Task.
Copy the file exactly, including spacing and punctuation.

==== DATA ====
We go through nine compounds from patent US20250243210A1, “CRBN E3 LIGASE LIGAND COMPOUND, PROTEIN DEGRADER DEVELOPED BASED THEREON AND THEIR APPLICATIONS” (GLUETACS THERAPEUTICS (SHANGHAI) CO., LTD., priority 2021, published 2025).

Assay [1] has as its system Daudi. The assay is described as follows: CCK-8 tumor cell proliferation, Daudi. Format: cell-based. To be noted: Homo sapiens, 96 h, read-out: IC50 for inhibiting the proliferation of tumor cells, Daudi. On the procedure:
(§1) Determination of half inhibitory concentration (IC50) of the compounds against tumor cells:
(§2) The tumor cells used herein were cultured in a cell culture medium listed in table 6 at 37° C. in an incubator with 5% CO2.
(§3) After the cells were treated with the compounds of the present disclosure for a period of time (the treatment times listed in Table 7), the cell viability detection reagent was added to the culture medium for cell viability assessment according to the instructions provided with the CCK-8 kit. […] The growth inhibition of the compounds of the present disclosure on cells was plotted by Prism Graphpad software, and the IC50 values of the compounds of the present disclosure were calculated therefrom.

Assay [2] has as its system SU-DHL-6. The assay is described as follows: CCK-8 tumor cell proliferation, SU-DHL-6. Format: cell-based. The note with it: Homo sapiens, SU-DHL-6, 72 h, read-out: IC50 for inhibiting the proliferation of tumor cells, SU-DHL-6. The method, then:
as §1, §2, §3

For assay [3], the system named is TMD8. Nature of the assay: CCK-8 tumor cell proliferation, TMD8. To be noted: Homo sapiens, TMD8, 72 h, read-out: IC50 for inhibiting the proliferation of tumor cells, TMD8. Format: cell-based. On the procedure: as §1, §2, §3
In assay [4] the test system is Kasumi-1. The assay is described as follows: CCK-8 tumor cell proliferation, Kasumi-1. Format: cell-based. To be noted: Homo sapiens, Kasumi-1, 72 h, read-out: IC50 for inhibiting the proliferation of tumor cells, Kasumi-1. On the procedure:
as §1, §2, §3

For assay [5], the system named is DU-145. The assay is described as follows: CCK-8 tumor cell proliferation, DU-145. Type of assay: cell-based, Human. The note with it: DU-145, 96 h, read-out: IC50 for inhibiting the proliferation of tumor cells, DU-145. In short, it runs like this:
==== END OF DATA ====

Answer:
We go through nine compounds from patent US20250243210A1, “CRBN E3 LIGASE LIGAND COMPOUND, PROTEIN DEGRADER DEVELOPED BASED THEREON AND THEIR APPLICATIONS” (GLUETACS THERAPEUTICS (SHANGHAI) CO., LTD., priority 2021, published 2025).

Assay [1] has as its system Daudi. The assay is described as follows: CCK-8 tumor cell proliferation, Daudi. Format: cell-based. To be noted: Homo sapiens, 96 h, read-out: IC50 for inhibiting the proliferation of tumor cells, Daudi. On the procedure:
(§1) Determination of half inhibitory concentration (IC50) of the compounds against tumor cells:
(§2) The tumor cells used herein were cultured in a cell culture medium listed in table 6 at 37° C. in an incubator with 5% CO2.
(§3) After the cells were treated with the compounds of the present disclosure for a period of time (the treatment times listed in Table 7), the cell viability detection reagent was added to the culture medium for cell viability assessment according to the instructions provided with the CCK-8 kit. […] The growth inhibition of the compounds of the present disclosure on cells was plotted by Prism Graphpad software, and the IC50 values of the compounds of the present disclosure were calculated therefrom.

Assay [2] has as its system SU-DHL-6. The assay is described as follows: CCK-8 tumor cell proliferation, SU-DHL-6. Format: cell-based. The note with it: Homo sapiens, SU-DHL-6, 72 h, read-out: IC50 for inhibiting the proliferation of tumor cells, SU-DHL-6. The method, then:
as §1, §2, §3

For assay [3], the system named is TMD8. Nature of the assay: CCK-8 tumor cell proliferation, TMD8. To be noted: Homo sapiens, TMD8, 72 h, read-out: IC50 for inhibiting the proliferation of tumor cells, TMD8. Format: cell-based. On the procedure: as §1, §2, §3
In assay [4] the test system is Kasumi-1. The assay is described as follows: CCK-8 tumor cell proliferation, Kasumi-1. Format: cell-based. To be noted: Homo sapiens, Kasumi-1, 72 h, read-out: IC50 for inhibiting the proliferation of tumor cells, Kasumi-1. On the procedure:
as §1, §2, §3

For assay [5], the system named is DU-145. The assay is described as follows: CCK-8 tumor cell proliferation, DU-145. Type of assay: cell-based, Human. The note with it: DU-145, 96 h, read-out: IC50 for inhibiting the proliferation of tumor cells, DU-145. In short, it runs like this: